The No Child Left Behind Act was an act of congress in 2002 that changed the standards and procedures for disadvantaged students in the public school system. It required states to develop basic assessments that students must complete every year to see the level of development. These schools must also reach a certain standard in order to receive federal funding. This change in policies came as quite a shock to parents, teachers, and students alike. Has it really benefited the children in America or has it been more a hindrance?
No Child Left Behind Act Pros
Tests Scores Have Improved
Since the NCLBA has been implemented, testing scores in many areas around the country have drastically improved. This may be due to the increased focus on material that the children will tested over.
Better Qualified Teachers
In an effort to preserve their federal funding, many school districts have risen the standards that they have for their teachers. More and more expert and experienced teachers are being employed, as many as 90% more across the nation.
Closing The Gap
One of the biggest focuses of the NCLBA was closing the achievement gap between privileged and underprivileged students. It has done just that. The achievement gap, which means overall success of the student in the long term, has been drastically reduced in the last decade this act has been around.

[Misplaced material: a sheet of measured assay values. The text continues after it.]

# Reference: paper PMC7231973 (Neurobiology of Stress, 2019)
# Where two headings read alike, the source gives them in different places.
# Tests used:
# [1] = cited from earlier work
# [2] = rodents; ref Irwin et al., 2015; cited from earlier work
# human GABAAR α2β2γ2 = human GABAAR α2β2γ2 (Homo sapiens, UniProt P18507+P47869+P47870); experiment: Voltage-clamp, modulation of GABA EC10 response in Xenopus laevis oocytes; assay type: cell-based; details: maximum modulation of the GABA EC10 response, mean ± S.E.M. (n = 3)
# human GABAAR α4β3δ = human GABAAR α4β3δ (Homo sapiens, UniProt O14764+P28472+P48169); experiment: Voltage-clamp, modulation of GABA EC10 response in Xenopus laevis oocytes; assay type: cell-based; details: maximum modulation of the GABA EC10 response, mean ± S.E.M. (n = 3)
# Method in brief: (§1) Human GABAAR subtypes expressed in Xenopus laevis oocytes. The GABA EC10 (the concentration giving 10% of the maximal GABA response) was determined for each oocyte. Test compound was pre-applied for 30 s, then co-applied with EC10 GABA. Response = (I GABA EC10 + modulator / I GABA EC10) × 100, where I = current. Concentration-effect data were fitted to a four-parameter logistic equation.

Many supporters of the No Child Left Behind Act believe that by providing the resources to all students, regardless of ethnicity or financial situation, will result in a more educated generation of graduates. This in turn will mean that they will be more active in government and politics.
No Child Left Behind Act Cons
The tests that are given to assess the development of the students is geared towards only one type of test taker and thinker. It doesn’t depict accurate results because instead of learning the material, students are just learning the answers.
Due to the fact that these tests focus so largely on math and reading, funding and resources for many creative art programs have been cut. This includes art classes and music classes.
“Teaching The Test”
Teachers no longer have the ability to teach things the way they would like or are most comfortable with. They are so worried about their students performing well on this one tests, that it has become the main focus in the classroom for the majority of the school year.
More Schools Falling
Schools receive ratings based on the performance of these standardized tests. More schools than ever before have received a “need improvement” rating due to the harsh nature of the test and scoring.